The site of this bushy, Fairfield garden presented many challenges to Mcnuttndorff Landscapes: a steep slope, a new pool and three existing eucalypts whose large root networks tunnelled throughout the property. But the owners called in the right green thumbs!
‘We primarily had to work around the existing levels and the root systems of the trees, to both protect and highlight them in the garden,’ explains Lori McNutt. Once the designers established the eucalypts as the anchor for the garden, everything else fell into place.
A deck was built out from the house to connect the residence to the garden. From here there are two sets of stairs: one leading down to a crazy-paved courtyard, and another providing entry to the pool.
At the other end of the courtyard is another set of stairs, this time leading up to a raised gravel level that gives way to a wild ‘rockery’ of plants and grasses that stretches all the way up to the slope to the rear perimeter. Bluestone pavers create a winding path past this greenery while cut-boulder steps lead up to a raised platform at the crest of this slope that Lori calls the ‘gin deck’.
‘It was important to create a sense of fluid and circular movement throughout the design – it’s a bush garden surrounding a pool, and like its natural inspiration, nothing is linear,’ says Lori. This fluidity also caters to the many functions the clients desired of their home garden, in no particular order ; ‘swimming, drinking gin and tonics, growing, veggies, building a firepit, sunbathing, eating, exploring.’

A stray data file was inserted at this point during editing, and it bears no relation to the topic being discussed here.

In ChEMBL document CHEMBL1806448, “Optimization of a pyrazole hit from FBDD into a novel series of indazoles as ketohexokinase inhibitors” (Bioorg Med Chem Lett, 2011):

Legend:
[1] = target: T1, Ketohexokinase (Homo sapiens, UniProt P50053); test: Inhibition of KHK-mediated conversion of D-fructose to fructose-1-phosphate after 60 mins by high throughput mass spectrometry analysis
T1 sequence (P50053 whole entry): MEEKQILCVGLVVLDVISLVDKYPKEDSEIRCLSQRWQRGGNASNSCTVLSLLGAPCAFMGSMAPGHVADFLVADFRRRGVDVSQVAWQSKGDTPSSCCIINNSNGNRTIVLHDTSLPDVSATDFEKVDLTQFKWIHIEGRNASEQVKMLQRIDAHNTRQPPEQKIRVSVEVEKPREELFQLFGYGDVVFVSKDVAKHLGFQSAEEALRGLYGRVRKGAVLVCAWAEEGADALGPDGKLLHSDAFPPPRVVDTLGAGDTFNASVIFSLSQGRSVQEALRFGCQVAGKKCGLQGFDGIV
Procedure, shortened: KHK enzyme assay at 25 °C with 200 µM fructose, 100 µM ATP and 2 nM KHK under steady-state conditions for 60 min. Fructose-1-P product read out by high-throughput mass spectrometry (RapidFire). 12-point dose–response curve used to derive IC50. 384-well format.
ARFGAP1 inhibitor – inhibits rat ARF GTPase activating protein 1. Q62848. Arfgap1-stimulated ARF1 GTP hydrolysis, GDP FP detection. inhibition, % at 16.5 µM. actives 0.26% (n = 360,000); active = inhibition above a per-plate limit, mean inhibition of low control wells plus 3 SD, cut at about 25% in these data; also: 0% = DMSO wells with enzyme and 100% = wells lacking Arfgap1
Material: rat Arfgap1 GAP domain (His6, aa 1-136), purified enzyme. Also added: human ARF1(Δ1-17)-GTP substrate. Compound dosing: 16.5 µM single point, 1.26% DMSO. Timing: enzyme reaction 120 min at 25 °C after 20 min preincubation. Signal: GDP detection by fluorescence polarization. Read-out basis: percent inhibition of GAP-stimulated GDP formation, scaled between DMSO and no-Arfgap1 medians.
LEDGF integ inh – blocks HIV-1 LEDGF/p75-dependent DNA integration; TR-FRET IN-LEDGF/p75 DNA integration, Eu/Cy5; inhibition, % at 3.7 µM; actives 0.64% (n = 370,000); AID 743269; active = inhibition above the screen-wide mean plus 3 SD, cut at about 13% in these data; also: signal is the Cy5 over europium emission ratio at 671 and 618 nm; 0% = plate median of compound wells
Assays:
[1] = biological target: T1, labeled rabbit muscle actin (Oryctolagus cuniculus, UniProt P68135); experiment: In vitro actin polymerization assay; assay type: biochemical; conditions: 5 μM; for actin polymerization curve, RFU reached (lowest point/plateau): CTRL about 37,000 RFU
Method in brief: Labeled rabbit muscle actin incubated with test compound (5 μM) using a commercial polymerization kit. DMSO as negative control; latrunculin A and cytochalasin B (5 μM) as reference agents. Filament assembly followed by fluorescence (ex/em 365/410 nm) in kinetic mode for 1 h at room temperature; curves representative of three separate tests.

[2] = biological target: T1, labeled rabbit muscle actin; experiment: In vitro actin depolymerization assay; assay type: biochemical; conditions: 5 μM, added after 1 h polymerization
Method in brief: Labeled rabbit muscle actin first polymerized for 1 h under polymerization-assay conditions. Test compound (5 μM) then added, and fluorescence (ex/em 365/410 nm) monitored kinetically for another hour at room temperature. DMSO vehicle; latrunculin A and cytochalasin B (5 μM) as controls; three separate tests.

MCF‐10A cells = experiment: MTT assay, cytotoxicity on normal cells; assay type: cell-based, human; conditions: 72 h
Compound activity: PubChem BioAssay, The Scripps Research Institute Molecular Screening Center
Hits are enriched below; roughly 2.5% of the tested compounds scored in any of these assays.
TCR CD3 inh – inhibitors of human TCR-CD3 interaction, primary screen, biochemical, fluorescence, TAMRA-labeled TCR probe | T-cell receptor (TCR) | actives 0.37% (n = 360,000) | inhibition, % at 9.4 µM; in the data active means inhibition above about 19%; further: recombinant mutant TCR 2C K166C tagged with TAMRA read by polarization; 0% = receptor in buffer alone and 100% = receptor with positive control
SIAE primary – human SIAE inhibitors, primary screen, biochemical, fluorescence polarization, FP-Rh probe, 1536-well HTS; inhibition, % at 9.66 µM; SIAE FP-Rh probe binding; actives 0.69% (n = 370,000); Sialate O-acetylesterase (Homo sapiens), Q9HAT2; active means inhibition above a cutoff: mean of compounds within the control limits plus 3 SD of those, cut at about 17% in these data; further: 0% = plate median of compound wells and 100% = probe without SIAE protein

The design was inspired by the local landscape designers of the 1970s, such as Ellis Stone and Gordon Ford, but Lori decided to incorporate a few exotics into the predominantly native space for a modern twist.
‘There are native shrubs and grasses, like Banksias, and Correas, Kangaroo grass and Poas, giving a soft grey green and fluffy texture to the garden, with creeping groundcovers like Dichondra ‘Silver Falls’ and Pigface dripping over rocks,’ Lori describes. A variety of tree ferns, foliage plants, lush carpets of viola, architectural bromeliads and grass trees create the base level, while ‘structural plants’ like agave and succulents punctuate the scheme.
This planting palette is designed to reflect the rugged banks of the neighbouring Yarra, and to fit in well with the borrowed landscape visible from beyond the boundary line. Where possible, the plantings are supported by local materials – Australian hardwood, local bluestone and basalt – besides a luxe Italian granite called porphyry, which the clients decided to splash out on.
All in all, the garden is varied and exploratory. This natural oasis with curves, rocks and lush plantings is hardy, versatile, and just a touch romantic!